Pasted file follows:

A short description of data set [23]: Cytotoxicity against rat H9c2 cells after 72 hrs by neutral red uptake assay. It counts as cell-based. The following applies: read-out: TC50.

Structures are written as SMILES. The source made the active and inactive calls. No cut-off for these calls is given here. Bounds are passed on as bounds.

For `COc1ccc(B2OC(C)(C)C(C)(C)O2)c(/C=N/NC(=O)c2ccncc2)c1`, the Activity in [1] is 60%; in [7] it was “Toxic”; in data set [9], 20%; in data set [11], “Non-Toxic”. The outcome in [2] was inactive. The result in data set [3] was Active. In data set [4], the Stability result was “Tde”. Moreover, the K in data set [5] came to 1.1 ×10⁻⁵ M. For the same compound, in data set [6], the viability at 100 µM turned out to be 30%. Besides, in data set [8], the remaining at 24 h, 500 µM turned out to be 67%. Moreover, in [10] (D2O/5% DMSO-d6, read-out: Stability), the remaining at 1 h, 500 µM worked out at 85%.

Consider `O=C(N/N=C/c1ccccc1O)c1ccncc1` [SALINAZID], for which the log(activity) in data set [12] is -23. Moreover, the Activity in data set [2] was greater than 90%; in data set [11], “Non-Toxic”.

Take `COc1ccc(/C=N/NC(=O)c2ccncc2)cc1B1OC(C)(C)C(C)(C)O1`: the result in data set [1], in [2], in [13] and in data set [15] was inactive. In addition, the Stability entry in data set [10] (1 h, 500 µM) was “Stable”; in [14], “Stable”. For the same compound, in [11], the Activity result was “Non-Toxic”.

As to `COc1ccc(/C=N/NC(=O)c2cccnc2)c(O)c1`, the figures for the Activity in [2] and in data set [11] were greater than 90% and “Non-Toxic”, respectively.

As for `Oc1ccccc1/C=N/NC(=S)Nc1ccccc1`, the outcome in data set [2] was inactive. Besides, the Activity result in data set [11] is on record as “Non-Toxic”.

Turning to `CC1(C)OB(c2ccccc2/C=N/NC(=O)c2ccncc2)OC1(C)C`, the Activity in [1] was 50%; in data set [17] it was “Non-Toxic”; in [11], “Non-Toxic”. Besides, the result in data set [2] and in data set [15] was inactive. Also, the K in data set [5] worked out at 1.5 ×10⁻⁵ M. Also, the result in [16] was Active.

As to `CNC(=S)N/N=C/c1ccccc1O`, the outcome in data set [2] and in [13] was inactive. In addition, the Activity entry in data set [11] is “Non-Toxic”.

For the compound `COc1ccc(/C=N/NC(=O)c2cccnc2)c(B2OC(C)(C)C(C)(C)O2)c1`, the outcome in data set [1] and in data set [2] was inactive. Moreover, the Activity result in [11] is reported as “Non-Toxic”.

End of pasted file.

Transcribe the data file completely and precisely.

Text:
A short description of data set [23]: Cytotoxicity against rat H9c2 cells after 72 hrs by neutral red uptake assay. It counts as cell-based. The following applies: read-out: TC50.

Structures are written as SMILES. The source made the active and inactive calls. No cut-off for these calls is given here. Bounds are passed on as bounds.

For `COc1ccc(B2OC(C)(C)C(C)(C)O2)c(/C=N/NC(=O)c2ccncc2)c1`, the Activity in [1] is 60%; in [7] it was “Toxic”; in data set [9], 20%; in data set [11], “Non-Toxic”. The outcome in [2] was inactive. The result in data set [3] was Active. In data set [4], the Stability result was “Tde”. Moreover, the K in data set [5] came to 1.1 ×10⁻⁵ M. For the same compound, in data set [6], the viability at 100 µM turned out to be 30%. Besides, in data set [8], the remaining at 24 h, 500 µM turned out to be 67%. Moreover, in [10] (D2O/5% DMSO-d6, read-out: Stability), the remaining at 1 h, 500 µM worked out at 85%.

Consider `O=C(N/N=C/c1ccccc1O)c1ccncc1` [SALINAZID], for which the log(activity) in data set [12] is -23. Moreover, the Activity in data set [2] was greater than 90%; in data set [11], “Non-Toxic”.

Take `COc1ccc(/C=N/NC(=O)c2ccncc2)cc1B1OC(C)(C)C(C)(C)O1`: the result in data set [1], in [2], in [13] and in data set [15] was inactive. In addition, the Stability entry in data set [10] (1 h, 500 µM) was “Stable”; in [14], “Stable”. For the same compound, in [11], the Activity result was “Non-Toxic”.

As to `COc1ccc(/C=N/NC(=O)c2cccnc2)c(O)c1`, the figures for the Activity in [2] and in data set [11] were greater than 90% and “Non-Toxic”, respectively.

As for `Oc1ccccc1/C=N/NC(=S)Nc1ccccc1`, the outcome in data set [2] was inactive. Besides, the Activity result in data set [11] is on record as “Non-Toxic”.

Turning to `CC1(C)OB(c2ccccc2/C=N/NC(=O)c2ccncc2)OC1(C)C`, the Activity in [1] was 50%; in data set [17] it was “Non-Toxic”; in [11], “Non-Toxic”. Besides, the result in data set [2] and in data set [15] was inactive. Also, the K in data set [5] worked out at 1.5 ×10⁻⁵ M. Also, the result in [16] was Active.

As to `CNC(=S)N/N=C/c1ccccc1O`, the outcome in data set [2] and in [13] was inactive. In addition, the Activity entry in data set [11] is “Non-Toxic”.

For the compound `COc1ccc(/C=N/NC(=O)c2cccnc2)c(B2OC(C)(C)C(C)(C)O2)c1`, the outcome in data set [1] and in data set [2] was inactive. Moreover, the Activity result in [11] is reported as “Non-Toxic”.